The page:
Chromosomal Microarray Analysis OK for Prenatal Diagnosis

Ricki Lewis, PhD

November 21, 2013

The American College of Obstetricians and Gynecologists and the Society for Maternal-Fetal Medicine have issued guidelines on the use of chromosomal microarray analysis (CMA) in prenatal testing. The guidelines were published in the December issue of Obstetrics and Gynecology.

CMA detects copy number variations (deletions and duplications) that are beneath the radar of conventional cytogenetics while also confirming aneuploidy. The technology detects genomic imbalances in up to 15% of children who have unexplained congenital anomalies, intellectual disability, or autism spectrum disorders but have normal karyotypes.

A variation of CMA that detects single nucleotide polymorphisms (SNPs) can indicate homozygosity (including stretches that suggest consanguinity), heterozygosity, and uniparental disomy. CMA may include DNA sequences known to cause syndromes or cover entire genomes.

Because CMA has been so valuable in pediatrics, researchers tested its use in prenatal diagnosis. In December 2012, a team from the Eunice Shriver National Institute of Child Health and Human Development published findings of a large cohort study comparing CMA with conventional karyotyping in prenatal diagnosis.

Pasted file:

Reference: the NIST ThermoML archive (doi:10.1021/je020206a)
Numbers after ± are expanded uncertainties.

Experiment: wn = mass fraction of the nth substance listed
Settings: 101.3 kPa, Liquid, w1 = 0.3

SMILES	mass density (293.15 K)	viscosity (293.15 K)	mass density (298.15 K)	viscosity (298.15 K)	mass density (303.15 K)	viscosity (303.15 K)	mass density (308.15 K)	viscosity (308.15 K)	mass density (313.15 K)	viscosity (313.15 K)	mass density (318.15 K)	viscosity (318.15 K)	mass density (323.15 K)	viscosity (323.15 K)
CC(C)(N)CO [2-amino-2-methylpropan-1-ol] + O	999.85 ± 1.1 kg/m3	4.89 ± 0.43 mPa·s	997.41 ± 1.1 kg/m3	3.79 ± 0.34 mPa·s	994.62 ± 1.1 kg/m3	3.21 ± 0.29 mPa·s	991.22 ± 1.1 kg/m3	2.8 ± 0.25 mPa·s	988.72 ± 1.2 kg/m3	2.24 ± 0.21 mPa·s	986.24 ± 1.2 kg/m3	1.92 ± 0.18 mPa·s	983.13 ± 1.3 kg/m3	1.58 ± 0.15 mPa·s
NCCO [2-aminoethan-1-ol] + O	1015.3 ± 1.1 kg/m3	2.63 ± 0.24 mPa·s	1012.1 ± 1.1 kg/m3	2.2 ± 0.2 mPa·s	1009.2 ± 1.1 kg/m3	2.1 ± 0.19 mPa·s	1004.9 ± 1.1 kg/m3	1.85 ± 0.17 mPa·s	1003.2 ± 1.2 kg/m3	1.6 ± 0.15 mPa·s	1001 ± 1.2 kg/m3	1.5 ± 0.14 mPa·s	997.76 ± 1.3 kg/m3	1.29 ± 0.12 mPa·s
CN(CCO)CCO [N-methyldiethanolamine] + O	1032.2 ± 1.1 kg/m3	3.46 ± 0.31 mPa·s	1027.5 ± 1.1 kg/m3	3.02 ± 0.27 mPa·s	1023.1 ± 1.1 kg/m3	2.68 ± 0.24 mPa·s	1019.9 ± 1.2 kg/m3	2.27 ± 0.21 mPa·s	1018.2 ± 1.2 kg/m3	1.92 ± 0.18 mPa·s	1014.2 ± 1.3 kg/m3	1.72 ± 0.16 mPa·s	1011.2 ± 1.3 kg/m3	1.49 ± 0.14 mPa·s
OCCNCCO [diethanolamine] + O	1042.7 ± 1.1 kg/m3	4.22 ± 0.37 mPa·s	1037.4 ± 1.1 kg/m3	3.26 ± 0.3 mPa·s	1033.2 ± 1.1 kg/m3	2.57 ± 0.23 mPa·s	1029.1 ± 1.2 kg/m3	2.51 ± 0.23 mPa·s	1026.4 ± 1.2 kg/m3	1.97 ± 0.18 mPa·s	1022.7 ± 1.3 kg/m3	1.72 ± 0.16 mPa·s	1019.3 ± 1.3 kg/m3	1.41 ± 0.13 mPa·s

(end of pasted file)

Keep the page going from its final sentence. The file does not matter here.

The new recommendations cite several advantages of CMA over standard karyotyping of cells obtained from amniocytes and chorionic villi cells: resolution is higher; CMA does not require that cells be cultured, speeding the process and enabling analysis of DNA after fetal demise; and CMA analysis is entirely automated and therefore may be more reliable than other methods that require interpretation of chromosome banding patterns.

The 2012 report demonstrated the accuracy of CMA and its ability to distinguish anomalies too small to be visualized in karyotypes. CMA is particularly valuable in detecting copy number variations or altered SNP patterns in cases of normal karyotypes but abnormal ultrasound findings, and it even detected abnormalities in fetuses with both normal karyotypes and ultrasound scans.

The test is not perfect, however. For example, CMA cannot detect all cases of mosaicism, balanced translocations, or inversions. In addition, the technique identifies copy number variations that are of unknown or uncertain clinical significance, which patients find distressing.

The recommendations support:

  • Use of CMA for fetuses with abnormal ultrasound findings having invasive prenatal diagnosis.

  • Either CMA or standard karyotyping for fetuses with normal ultrasound findings having invasive prenatal diagnosis.

  • CMA for women of any age, because the anomalies detected do not correlate to maternal age.

  • CMA as the method of choice to analyze genetic material in cases of fetal demise or stillbirth.

  • Not using CMA to evaluate first- and second-trimester pregnancy loss.

  • Pretest and posttest genetic counseling, delivered by a geneticist or genetic counselor. Documented informed consent must include discussion of findings of uncertain significance, consanguinity, nonpaternity, and adult-onset disease.

Obstet Gynecol. 2013;122.

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